ON THE TRAIL OF CAMBODIA’S HISTORY IN PHNOM PENH
Cambodia has a long and fascinating history, and today we went walking around Phnom Penh to see some of the sights and learn a bit more about this country’s grand past. What we saw made us appreciate how great the Khmer Empire once was, and how proud the Cambodian people are of their history and heritage.
We woke this morning tired and grumpy after an interrupted night’s sleep, mainly thanks to the recurring power outages that happened last night*. The second time the electricity went out and the hotel’s back-up generator kicked in, our air conditioner got fried by the power surge, blowing up with a rather dramatic pop, bang, and puff of smoke. Needless to say it didn’t work after that and it got very warm very quickly – hence we’re tired and cranky now. Still, a strong cup of coffee and we were ready to hit the streets, keen to see the best of Phnom Penh.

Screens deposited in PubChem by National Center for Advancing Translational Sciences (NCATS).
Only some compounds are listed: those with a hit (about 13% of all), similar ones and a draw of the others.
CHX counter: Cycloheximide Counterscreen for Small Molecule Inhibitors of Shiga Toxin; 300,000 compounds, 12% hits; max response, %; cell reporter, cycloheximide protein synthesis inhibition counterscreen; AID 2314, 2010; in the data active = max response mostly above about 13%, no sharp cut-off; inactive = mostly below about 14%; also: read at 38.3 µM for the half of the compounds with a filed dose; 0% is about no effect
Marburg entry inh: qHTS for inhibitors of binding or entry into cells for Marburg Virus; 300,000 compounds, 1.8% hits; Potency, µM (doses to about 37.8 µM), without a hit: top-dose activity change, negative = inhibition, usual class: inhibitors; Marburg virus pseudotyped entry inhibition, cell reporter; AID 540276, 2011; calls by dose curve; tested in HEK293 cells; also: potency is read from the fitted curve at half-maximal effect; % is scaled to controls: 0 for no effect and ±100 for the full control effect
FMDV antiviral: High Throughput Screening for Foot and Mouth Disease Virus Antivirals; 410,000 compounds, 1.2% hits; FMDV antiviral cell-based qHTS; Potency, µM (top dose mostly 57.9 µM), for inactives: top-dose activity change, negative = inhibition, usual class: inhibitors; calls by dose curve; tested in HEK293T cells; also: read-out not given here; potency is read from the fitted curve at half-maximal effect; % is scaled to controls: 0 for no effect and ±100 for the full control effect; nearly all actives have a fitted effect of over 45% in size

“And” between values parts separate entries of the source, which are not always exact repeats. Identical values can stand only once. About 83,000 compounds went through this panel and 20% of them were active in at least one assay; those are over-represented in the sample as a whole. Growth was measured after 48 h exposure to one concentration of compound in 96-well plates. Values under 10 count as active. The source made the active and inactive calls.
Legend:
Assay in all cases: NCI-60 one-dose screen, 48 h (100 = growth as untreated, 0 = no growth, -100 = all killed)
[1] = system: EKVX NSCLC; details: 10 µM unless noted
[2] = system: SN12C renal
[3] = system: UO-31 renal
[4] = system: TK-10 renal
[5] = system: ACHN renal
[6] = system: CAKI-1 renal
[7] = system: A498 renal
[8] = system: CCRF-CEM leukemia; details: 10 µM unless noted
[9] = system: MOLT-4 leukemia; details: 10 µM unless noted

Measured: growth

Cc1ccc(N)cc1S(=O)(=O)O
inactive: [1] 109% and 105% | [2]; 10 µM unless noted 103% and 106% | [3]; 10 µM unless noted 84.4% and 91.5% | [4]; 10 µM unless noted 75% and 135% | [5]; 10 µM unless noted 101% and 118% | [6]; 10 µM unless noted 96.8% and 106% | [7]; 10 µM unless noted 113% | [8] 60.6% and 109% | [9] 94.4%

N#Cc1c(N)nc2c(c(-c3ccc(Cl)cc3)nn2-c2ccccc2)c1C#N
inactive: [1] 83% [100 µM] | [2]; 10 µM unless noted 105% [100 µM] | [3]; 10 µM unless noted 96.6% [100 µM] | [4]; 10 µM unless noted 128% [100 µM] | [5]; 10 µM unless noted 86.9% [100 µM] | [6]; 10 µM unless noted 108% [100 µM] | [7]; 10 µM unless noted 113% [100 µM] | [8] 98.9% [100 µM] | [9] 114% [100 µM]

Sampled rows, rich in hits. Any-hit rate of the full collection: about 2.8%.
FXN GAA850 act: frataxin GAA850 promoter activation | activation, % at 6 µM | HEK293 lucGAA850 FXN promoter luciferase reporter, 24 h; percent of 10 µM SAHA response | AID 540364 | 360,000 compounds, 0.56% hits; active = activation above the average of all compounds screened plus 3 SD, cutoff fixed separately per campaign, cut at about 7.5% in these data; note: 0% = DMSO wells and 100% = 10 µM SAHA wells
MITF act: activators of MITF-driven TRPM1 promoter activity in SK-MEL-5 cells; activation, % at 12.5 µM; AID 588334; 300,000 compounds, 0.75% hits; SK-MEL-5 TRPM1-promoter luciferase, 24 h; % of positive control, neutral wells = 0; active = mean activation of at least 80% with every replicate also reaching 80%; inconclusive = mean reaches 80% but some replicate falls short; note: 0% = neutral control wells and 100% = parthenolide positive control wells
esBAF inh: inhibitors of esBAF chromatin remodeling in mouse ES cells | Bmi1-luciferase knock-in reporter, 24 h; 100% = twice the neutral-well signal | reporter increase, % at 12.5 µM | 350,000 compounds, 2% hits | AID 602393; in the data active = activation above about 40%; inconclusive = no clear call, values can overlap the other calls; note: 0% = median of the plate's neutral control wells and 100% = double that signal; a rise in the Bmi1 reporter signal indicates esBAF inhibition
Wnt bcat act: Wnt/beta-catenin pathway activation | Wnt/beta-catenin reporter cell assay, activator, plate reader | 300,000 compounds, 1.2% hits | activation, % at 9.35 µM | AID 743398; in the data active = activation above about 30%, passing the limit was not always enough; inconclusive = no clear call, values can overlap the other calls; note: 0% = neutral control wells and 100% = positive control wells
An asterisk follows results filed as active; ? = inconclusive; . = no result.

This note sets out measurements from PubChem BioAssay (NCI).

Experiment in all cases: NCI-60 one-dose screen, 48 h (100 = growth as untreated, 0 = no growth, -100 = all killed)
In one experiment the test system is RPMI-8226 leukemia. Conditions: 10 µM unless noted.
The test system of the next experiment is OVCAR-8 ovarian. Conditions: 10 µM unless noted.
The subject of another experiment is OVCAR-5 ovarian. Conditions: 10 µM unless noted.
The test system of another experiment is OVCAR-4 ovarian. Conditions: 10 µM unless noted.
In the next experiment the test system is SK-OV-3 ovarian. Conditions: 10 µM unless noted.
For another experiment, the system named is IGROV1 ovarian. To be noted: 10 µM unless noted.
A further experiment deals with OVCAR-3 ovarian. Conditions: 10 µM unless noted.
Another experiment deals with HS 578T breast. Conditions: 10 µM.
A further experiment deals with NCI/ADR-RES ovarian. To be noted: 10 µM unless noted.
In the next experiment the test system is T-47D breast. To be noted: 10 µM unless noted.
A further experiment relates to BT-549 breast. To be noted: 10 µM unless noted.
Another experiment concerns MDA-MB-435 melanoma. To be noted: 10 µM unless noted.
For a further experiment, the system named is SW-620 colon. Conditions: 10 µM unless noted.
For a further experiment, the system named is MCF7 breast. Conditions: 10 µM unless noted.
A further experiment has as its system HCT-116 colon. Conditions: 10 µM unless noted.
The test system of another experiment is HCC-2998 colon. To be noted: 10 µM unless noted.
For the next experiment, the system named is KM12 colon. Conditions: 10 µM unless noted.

*As we mentioned in yesterday’s blog: Cambodia is still very much a developing nation and public infrastructure (including electricity supply) isn’t the best.
Phnom Penh is the capital and largest city of Cambodia (population: 2.2 million). Located on the banks of the Tonle Sap and Mekong Rivers, the city has been the national capital since the 15th century, and is today the nation’s economic, political, and industrial centre. There are a number of interesting cultural sites here too, including the National Museum of Cambodia, the Royal Palace, the Independence Monument, and the Silver Pagoda. We visited all of these today, starting with the National Museum.